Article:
If your child has days where she simply does not want to go to school, you may be facing “school refusal,” which is a problem common in many families. A child may have many reasons for refusing to attend school, states Mary Wimmer, a school psychologist in Wisconsin. In this situation, your response is very important. If you are harsh and insist that your child attend school -- with no ''ifs'' ''ands'' or ''buts'' -- this may be counterproductive.
Local jurisdictions govern the laws regarding children’s compulsory school attendance. This includes the number of allowed excused absences per semester and what a parent’s responsibility is for ensuring that her child attends school. Visit the GovGuru website (link in Resources) to learn the laws in your jurisdiction regarding parental sanctions. In some cases, parents can be fined for unexcused absences, receive a jail sentence, receive a stipulation for child counseling, or receive a directive to attend some sort of educational program that teaches parenting skills.
What is truancy? A child who is not attending school because she is unengaged, (an unengaged child is a child who isn't involved in activities and isn't making academic efforts) or a child who is trying to conceal that she is not going to school, generally fits the description of truancy. Truancy does not involve the same emotional issues as school refusal. When truancy occurs, parents need to work closely with the school and with local authorities, so that the child knows that school attendance is not optional. Although a parent may not be able to force her child to go to school, that parent can work closely with school and law enforcement officials when it has been determined that her child is truant. These cooperative efforts will create consequences for the child, and these consequences are likely to get her to attend school again.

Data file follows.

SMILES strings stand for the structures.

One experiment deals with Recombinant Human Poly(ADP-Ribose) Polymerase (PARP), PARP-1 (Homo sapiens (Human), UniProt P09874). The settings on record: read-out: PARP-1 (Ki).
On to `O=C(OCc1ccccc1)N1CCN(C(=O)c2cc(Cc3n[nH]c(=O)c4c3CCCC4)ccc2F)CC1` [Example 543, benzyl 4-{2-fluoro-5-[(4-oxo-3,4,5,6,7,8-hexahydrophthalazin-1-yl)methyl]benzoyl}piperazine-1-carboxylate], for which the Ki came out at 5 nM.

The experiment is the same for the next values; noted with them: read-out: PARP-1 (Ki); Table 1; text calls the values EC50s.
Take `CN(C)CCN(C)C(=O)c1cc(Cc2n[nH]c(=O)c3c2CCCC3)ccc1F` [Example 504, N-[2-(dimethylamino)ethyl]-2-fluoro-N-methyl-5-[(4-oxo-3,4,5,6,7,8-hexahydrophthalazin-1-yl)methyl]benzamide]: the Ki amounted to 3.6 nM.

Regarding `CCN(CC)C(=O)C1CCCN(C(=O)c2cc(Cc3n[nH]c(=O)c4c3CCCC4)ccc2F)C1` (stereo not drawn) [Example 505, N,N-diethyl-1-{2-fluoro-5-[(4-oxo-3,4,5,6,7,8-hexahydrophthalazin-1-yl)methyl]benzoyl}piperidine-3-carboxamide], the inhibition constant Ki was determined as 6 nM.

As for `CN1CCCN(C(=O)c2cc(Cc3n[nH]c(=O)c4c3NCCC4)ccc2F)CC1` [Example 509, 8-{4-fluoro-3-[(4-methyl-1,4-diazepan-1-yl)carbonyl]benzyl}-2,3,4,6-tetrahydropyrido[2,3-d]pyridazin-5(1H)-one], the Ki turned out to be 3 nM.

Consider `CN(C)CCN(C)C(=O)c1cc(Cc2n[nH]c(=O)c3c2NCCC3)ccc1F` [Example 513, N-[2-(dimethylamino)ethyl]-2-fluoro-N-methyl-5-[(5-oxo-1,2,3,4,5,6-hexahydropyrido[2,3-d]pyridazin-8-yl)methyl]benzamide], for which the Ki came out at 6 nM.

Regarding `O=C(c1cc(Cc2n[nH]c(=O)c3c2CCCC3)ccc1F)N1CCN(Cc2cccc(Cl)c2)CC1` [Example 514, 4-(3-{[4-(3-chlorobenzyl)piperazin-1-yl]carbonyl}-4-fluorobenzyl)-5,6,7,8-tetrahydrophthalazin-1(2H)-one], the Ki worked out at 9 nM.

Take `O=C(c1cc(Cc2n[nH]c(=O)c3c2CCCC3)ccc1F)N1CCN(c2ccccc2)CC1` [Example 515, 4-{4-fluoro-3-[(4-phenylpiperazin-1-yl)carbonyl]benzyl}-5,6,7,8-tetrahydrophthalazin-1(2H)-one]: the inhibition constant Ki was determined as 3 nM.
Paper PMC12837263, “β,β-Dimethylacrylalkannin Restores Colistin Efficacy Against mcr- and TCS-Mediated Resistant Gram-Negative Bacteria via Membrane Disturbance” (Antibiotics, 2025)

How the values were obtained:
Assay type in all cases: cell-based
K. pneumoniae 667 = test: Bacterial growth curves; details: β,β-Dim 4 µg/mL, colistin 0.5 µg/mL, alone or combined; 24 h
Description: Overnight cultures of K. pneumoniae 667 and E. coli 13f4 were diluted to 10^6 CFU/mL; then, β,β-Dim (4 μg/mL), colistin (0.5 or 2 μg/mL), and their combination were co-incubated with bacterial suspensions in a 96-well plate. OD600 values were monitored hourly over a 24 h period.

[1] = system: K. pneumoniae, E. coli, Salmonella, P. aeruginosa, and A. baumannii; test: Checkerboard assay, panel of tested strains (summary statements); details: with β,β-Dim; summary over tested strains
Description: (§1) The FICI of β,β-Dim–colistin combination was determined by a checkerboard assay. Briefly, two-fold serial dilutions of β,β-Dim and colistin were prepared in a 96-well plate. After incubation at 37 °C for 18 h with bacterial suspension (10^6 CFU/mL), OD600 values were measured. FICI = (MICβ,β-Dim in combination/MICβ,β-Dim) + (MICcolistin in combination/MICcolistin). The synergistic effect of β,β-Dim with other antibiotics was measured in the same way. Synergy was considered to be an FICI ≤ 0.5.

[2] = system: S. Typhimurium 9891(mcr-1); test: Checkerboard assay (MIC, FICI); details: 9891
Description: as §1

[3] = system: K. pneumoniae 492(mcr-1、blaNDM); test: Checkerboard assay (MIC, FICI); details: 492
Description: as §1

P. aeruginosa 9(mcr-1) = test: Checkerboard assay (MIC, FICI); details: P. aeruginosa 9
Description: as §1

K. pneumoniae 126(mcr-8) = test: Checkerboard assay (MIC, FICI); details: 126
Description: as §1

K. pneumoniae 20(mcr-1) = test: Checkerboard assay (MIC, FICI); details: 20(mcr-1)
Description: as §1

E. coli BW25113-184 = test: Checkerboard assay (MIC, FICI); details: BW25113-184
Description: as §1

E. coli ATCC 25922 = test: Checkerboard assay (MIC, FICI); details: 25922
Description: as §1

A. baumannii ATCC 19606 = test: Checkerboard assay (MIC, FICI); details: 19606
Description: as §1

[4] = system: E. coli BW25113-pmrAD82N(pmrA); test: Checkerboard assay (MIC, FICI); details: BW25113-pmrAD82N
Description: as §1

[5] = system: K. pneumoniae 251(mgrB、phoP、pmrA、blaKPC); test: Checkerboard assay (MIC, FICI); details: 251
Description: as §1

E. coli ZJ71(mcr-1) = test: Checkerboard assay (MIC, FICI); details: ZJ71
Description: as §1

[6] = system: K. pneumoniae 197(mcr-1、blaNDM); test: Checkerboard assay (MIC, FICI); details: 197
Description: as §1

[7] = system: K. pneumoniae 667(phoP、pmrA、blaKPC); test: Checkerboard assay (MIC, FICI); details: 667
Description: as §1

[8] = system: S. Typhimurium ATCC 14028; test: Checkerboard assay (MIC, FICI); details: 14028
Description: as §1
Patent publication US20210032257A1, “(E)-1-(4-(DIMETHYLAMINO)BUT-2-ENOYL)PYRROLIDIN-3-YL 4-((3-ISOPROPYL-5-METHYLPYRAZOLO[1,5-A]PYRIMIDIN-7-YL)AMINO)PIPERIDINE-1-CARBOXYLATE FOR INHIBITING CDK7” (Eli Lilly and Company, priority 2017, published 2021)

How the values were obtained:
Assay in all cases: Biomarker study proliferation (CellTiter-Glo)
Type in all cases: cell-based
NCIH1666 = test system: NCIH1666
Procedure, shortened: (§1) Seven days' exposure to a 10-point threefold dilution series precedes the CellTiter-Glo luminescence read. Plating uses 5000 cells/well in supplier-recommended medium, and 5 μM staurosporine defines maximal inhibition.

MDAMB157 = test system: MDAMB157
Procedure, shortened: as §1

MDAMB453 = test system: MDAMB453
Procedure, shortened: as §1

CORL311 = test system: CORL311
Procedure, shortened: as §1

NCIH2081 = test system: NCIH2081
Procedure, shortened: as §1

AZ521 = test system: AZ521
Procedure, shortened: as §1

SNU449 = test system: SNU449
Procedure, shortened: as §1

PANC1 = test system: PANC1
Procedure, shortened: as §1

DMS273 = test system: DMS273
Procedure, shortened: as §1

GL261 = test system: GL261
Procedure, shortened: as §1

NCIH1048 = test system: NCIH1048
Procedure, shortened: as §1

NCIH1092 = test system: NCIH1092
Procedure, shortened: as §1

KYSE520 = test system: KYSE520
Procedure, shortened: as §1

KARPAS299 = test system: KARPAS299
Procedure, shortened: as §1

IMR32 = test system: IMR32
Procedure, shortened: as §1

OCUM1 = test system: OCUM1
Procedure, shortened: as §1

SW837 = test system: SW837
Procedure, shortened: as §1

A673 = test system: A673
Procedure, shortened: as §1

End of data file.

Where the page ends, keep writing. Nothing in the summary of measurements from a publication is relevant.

A child may have extreme separation anxiety, making it difficult for her to separate from her parent to attend school, states Rachel G. Klein, Ph.D., with the New York University Child Study Center. The student with school refusal exhibits fear and anxiety in connection with attending school. When a child shows school refusal, strive to encourage your child to attend school. The threat of punishment for not attending school does not help resolve the problem; however, treating your child rationally, consistently and lovingly may succeed in getting your child to school.
There may be times when it is appropriate to force your child to return to school, even though she refuses to attend, states Wimmer. Generally, though, forced attendance is only feasible with young children. The process of physically forcing a child to attend classes can be exceedingly stressful for children. Instead of forcing your child to attend school, consider using a gradual reentry approach. Gradual reentry is when you ask a professional to evaluate your child and then you follow the professional’s instructions to get your child back to school gradually. This involves gradual attendance for a short time at first, and slowly increasing the time she is in school. This can be an effective way to show a child that attending school is nothing to fear or to worry about, states the Anxiety and Depression Association of America.